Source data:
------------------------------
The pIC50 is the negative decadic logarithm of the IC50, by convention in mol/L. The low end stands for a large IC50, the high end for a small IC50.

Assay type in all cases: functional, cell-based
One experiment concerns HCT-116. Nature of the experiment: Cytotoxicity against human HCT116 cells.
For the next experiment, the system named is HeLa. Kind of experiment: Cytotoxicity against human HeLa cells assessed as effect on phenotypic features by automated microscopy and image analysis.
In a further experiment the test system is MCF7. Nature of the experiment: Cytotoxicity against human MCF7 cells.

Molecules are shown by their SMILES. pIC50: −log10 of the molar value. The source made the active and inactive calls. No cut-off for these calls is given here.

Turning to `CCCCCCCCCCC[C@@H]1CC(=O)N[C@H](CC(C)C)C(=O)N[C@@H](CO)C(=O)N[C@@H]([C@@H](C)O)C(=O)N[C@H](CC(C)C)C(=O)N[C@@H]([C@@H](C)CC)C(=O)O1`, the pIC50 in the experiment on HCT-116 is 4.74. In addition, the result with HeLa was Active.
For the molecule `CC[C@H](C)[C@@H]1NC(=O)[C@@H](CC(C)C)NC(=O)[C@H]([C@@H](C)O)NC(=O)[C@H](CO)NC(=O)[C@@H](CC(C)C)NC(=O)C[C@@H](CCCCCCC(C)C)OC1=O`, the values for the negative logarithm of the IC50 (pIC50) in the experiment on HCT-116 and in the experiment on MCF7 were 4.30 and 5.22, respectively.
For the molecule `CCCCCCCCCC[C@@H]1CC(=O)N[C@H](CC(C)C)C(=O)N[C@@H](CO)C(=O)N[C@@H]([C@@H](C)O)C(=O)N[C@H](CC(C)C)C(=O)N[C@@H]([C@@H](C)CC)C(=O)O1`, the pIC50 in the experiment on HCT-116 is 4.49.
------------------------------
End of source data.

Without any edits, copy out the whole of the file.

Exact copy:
The pIC50 is the negative decadic logarithm of the IC50, by convention in mol/L. The low end stands for a large IC50, the high end for a small IC50.

Assay type in all cases: functional, cell-based
One experiment concerns HCT-116. Nature of the experiment: Cytotoxicity against human HCT116 cells.
For the next experiment, the system named is HeLa. Kind of experiment: Cytotoxicity against human HeLa cells assessed as effect on phenotypic features by automated microscopy and image analysis.
In a further experiment the test system is MCF7. Nature of the experiment: Cytotoxicity against human MCF7 cells.

Molecules are shown by their SMILES. pIC50: −log10 of the molar value. The source made the active and inactive calls. No cut-off for these calls is given here.

Turning to `CCCCCCCCCCC[C@@H]1CC(=O)N[C@H](CC(C)C)C(=O)N[C@@H](CO)C(=O)N[C@@H]([C@@H](C)O)C(=O)N[C@H](CC(C)C)C(=O)N[C@@H]([C@@H](C)CC)C(=O)O1`, the pIC50 in the experiment on HCT-116 is 4.74. In addition, the result with HeLa was Active.
For the molecule `CC[C@H](C)[C@@H]1NC(=O)[C@@H](CC(C)C)NC(=O)[C@H]([C@@H](C)O)NC(=O)[C@H](CO)NC(=O)[C@@H](CC(C)C)NC(=O)C[C@@H](CCCCCCC(C)C)OC1=O`, the values for the negative logarithm of the IC50 (pIC50) in the experiment on HCT-116 and in the experiment on MCF7 were 4.30 and 5.22, respectively.
For the molecule `CCCCCCCCCC[C@@H]1CC(=O)N[C@H](CC(C)C)C(=O)N[C@@H](CO)C(=O)N[C@@H]([C@@H](C)O)C(=O)N[C@H](CC(C)C)C(=O)N[C@@H]([C@@H](C)CC)C(=O)O1`, the pIC50 in the experiment on HCT-116 is 4.49.